While each leader had a different path to get to where they are, it was clear that hard work, taking hold of opportunities (and making your own!), and transferable skills were important to their success.

Nicole graduated with a B. Comm in Hospitality from the University of Guelph. She started as a bartender at Oliver & Bonacini, with plans for being promoted into management.  She found this helpful to understand the culture & the brand.  She pitched to the owners that O&B should do events.  They loved the idea & they took over the operations at the Toronto Board of Trade – with Nicole in charge!  Nicole used her 4 years of experience to build the division.  Her strategy is to hire people that can do the things you can’t do, and to work off each other’s strengths.    She states that she has fallen into the position as much as she lead the way.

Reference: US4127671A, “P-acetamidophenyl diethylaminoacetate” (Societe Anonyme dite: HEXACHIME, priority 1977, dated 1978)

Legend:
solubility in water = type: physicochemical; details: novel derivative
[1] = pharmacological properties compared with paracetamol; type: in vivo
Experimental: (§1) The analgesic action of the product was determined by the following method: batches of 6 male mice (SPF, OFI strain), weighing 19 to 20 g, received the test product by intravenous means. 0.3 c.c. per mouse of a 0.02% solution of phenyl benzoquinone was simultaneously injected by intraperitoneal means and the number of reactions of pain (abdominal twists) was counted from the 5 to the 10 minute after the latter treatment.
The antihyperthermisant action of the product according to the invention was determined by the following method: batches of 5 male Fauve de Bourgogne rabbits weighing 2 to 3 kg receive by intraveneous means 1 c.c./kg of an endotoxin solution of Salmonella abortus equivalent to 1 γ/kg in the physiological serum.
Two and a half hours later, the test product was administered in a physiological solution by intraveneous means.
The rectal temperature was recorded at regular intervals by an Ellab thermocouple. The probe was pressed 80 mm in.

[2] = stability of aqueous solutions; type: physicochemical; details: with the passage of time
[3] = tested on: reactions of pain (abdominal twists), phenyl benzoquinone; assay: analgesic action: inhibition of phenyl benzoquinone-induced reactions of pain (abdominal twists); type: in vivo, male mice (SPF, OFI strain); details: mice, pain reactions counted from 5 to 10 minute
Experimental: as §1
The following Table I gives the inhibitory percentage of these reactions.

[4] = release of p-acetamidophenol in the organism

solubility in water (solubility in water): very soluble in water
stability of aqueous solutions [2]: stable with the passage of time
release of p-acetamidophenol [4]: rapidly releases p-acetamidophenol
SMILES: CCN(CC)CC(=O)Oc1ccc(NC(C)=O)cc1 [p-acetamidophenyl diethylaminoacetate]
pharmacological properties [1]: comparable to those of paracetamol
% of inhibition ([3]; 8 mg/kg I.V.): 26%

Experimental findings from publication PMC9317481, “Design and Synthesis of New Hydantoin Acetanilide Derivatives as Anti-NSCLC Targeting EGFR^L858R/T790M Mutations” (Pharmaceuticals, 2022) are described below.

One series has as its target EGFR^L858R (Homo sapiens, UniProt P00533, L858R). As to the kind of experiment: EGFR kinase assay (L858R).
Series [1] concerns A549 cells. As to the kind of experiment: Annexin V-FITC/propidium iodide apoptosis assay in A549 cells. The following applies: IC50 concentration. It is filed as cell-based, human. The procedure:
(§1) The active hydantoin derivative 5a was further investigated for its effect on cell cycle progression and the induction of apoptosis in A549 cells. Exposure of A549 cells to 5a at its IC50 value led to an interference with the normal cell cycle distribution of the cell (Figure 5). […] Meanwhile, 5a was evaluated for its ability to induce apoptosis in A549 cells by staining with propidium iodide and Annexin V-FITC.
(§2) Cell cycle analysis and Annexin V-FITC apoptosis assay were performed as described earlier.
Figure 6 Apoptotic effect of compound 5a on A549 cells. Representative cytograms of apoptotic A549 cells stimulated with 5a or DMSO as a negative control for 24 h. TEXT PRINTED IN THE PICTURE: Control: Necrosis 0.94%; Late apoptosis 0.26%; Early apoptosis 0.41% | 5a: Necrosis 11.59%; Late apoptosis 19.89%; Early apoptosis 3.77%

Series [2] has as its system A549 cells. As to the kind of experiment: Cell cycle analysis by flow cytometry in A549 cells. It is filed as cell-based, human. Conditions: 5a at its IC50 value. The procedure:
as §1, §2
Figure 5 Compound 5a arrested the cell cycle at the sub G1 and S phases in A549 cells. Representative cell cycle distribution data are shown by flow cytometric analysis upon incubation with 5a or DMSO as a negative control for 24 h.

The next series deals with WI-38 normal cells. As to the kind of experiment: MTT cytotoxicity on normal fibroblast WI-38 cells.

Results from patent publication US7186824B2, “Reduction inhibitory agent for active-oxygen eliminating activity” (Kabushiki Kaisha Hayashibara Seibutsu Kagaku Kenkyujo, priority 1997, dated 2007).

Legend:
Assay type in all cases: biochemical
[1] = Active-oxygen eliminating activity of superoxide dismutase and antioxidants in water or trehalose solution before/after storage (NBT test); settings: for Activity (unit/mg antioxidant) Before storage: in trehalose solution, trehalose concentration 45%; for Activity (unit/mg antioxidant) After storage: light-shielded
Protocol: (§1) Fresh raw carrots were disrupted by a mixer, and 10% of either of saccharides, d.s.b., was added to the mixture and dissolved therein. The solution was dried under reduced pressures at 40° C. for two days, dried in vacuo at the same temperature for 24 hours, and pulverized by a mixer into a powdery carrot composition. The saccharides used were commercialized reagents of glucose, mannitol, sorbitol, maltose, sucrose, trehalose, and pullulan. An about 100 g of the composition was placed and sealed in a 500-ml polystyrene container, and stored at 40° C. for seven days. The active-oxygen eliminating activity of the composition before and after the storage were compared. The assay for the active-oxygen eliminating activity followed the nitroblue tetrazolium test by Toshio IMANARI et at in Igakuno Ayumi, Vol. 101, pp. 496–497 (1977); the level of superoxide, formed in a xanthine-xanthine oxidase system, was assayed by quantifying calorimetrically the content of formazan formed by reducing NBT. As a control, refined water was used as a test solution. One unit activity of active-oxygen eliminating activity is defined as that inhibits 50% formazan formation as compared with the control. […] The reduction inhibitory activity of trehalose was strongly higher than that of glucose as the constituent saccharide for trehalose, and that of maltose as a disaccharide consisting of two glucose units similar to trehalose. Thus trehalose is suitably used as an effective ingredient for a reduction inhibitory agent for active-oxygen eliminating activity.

Joanna also graduated with a B. Comm, in marketing & web design.  She liked food, and found herself freelancing on the side with restaurants in the city to design their websites for free.  She found that knowing the operations, she was better able to market the concept.

Krista worked in retail pharmacy then hospital pharmacy, and then was a manager at Shopper’s Drug Mart.  She was hired on at Sobey’s as Operations Manager, and hasn’t looked back since!  She moved into a talent management role to develop Department Managers, Asst Store Managers & Store Managers.  As a female in a male-dominated industry, she found that she had to have perseverance, stay focused, work with a mentor, and continually set new goals.